Much like my schedule at Ole Miss, there are classes that I love, and classes that are completely fome (the Chilean word for lame). My poetry class fits into the latter category. There’s no rhyme or reason to my professor’s lectures and when someone asked a question about linear time last week (after class, I might add), he talked for about half an hour and somehow addressed Chinese immigrants in Brazil. My culture class and my two history classes are wonderful, though, and they make me happy to be in Chile and happy to be studying what I am
I started writing this post to talk about my globalization class, however. It’s causing me a lot of conflict. Never have I been in a class where I so fundamentally disagreed with what was taught. And this is coming from a liberal democrat going to a majority-Republican school in the Bible Belt. We’ve only had one real class meeting, and it’s already making me re-evaluate the way I think about education and where I stand on the political spectrum.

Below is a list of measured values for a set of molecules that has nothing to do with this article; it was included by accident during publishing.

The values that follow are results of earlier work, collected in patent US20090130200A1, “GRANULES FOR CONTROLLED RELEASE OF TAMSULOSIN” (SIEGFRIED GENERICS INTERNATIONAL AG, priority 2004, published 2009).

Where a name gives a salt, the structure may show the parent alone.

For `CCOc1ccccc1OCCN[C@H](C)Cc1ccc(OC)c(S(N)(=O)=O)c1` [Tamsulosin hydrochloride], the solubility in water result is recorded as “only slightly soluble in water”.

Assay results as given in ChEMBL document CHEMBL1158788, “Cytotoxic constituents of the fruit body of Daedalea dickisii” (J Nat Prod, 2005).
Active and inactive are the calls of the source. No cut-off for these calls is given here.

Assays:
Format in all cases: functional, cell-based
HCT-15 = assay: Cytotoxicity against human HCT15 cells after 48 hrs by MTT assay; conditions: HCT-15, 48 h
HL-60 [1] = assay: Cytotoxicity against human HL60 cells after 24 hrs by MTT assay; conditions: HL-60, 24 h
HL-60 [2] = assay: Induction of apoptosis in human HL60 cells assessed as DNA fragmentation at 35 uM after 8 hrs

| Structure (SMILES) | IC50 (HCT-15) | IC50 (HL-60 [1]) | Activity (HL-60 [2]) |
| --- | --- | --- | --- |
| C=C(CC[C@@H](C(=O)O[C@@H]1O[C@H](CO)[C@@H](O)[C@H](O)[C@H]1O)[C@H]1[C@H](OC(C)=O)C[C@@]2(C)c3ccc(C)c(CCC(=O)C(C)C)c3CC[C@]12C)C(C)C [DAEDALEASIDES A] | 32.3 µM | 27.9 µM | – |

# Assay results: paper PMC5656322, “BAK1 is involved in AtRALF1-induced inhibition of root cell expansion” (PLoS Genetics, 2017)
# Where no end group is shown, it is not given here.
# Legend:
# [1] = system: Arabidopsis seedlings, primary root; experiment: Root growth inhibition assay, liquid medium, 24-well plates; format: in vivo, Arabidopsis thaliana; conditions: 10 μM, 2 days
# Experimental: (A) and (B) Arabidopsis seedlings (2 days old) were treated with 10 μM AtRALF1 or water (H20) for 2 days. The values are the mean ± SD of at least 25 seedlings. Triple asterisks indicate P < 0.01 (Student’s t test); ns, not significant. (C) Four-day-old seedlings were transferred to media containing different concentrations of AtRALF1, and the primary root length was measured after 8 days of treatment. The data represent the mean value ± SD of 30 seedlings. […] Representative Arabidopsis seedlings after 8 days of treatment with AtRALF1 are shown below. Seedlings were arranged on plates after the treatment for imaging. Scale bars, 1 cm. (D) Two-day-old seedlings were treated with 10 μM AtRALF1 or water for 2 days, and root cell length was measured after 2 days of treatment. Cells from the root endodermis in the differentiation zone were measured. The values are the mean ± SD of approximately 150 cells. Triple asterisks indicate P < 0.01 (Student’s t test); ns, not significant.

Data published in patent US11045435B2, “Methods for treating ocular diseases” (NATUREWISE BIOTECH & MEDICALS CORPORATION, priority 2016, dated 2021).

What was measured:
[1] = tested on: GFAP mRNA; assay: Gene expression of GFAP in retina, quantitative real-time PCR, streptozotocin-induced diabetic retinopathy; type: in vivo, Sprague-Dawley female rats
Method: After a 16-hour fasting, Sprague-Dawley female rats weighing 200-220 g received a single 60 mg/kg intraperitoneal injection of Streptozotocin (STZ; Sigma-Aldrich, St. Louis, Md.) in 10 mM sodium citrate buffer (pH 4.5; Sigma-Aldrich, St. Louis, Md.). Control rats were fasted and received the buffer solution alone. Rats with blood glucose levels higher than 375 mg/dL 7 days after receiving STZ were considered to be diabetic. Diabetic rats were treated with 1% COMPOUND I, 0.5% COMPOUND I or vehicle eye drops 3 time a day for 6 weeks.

Some background – In American terms, I am pretty far to what we think of as the left. I don’t normally enjoy sharing my political views on a public forum, as I believe it’s the epitome of low class to squabble over politics where everyone can see you and very few people, if anybody, cares. I firmly believe that you don’t have to attend every argument you’re invited to, but I’m making an exception here because I think I learned an important lesson this week.
I learned that to the rest of the world, I actually lie pretty far to the right.
Cue shock and horror.